The senators sent a long list of unanswered questions about the case, such as whether Vinyard and Amaya were following Park Police protocol by approaching Ghaisar’s Jeep Grand Cherokee with guns drawn, whether they had radio communication with other Park Police personnel, and whether Ghaisar threatened the officers. They asked “which of Mr. Ghaisar’s actions, if any, prompted the officers to believe utilizing deadly force was necessary?” The senators also note that the Park Police officers did not provide any first aid to Ghaisar after shooting him, and asked if that is the department’s policy.
Based on the Fairfax police video of the shooting, the letter raises a new point: That the officer on the passenger side, Amaya, who fired the first shots at Ghaisar, can then be seen climbing back in the Park Police vehicle and closing the door while Vinyard, the driver, continued to fire. The Justice Department said in November it was Vinyard’s shots that killed Ghaisar, and that 10 shots had been fired, though only nine can be heard on the video.
“Why did this officer [Amaya] essentially disengage and feel the need to get back in the vehicle?” Grassley and Warner asked. “Did this officer believe the threat had been diminished? Why did the second officer [Vinyard] feel the need to continue to engage with Mr. Ghaisar?”
Vinyard and Amaya have been on paid administrative duty since April 2019 and have not spoken publicly about the case. The Park Police have said they will not begin an internal affairs review of the case until decisions are made on any criminal charges. A spokeswoman for the National Park Service and a spokesman for the Park Police both declined to comment on the senators’ letter Tuesday.
Fairfax County Police Chief Edwin C. Roessler Jr. also declined to comment Tuesday about what he told the senators’ staffs. When the shooting happened, Fairfax police responded to the scene, but Roessler said they were told by Park Police that no Fairfax help was needed. Park Police have legal jurisdiction in Virginia, though they soon handed the case to the FBI. Roessler’s internal affairs then investigated the actions of the Fairfax officers, to include the lieutenant who followed the pursuit, a second officer who arrived on the scene just as the shooting started and can be glimpsed in the video, and another officer who also arrived and helped pull Ghaisar out of the jeep and called for help, according to police reports.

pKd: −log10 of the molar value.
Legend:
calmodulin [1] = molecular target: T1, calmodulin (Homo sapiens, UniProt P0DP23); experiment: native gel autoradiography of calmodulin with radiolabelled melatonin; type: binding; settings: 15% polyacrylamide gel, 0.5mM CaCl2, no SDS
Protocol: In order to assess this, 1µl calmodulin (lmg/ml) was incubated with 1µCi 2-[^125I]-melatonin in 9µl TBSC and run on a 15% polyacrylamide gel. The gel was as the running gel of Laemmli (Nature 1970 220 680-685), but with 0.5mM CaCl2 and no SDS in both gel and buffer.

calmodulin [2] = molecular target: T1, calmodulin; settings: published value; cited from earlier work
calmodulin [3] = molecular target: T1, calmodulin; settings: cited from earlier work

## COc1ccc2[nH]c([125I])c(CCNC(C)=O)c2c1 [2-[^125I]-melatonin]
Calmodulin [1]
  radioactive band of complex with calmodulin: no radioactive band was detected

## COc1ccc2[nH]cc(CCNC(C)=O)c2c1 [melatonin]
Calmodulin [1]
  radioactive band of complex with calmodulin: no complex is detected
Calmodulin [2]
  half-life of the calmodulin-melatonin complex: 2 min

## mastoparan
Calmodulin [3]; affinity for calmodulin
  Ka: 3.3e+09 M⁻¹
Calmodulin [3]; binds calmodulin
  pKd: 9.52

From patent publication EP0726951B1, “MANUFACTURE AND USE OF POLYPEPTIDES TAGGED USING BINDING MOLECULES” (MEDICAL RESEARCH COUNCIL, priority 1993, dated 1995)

In early 2018, Roessler released the lieutenant’s in-car video of the incident, over the objections of federal authorities. He has also released Fairfax police reports and the second officer’s in-car video of the shooting.
In August 2018, Ghaisar’s parents and sister sued the Park Police and the officers. The suit has been split into two cases, and court records indicate that pretrial discovery is continuing and pretrial conferences are set for later this month. But no trial date has been set. The lawyers for the Ghaisars declined to comment Tuesday.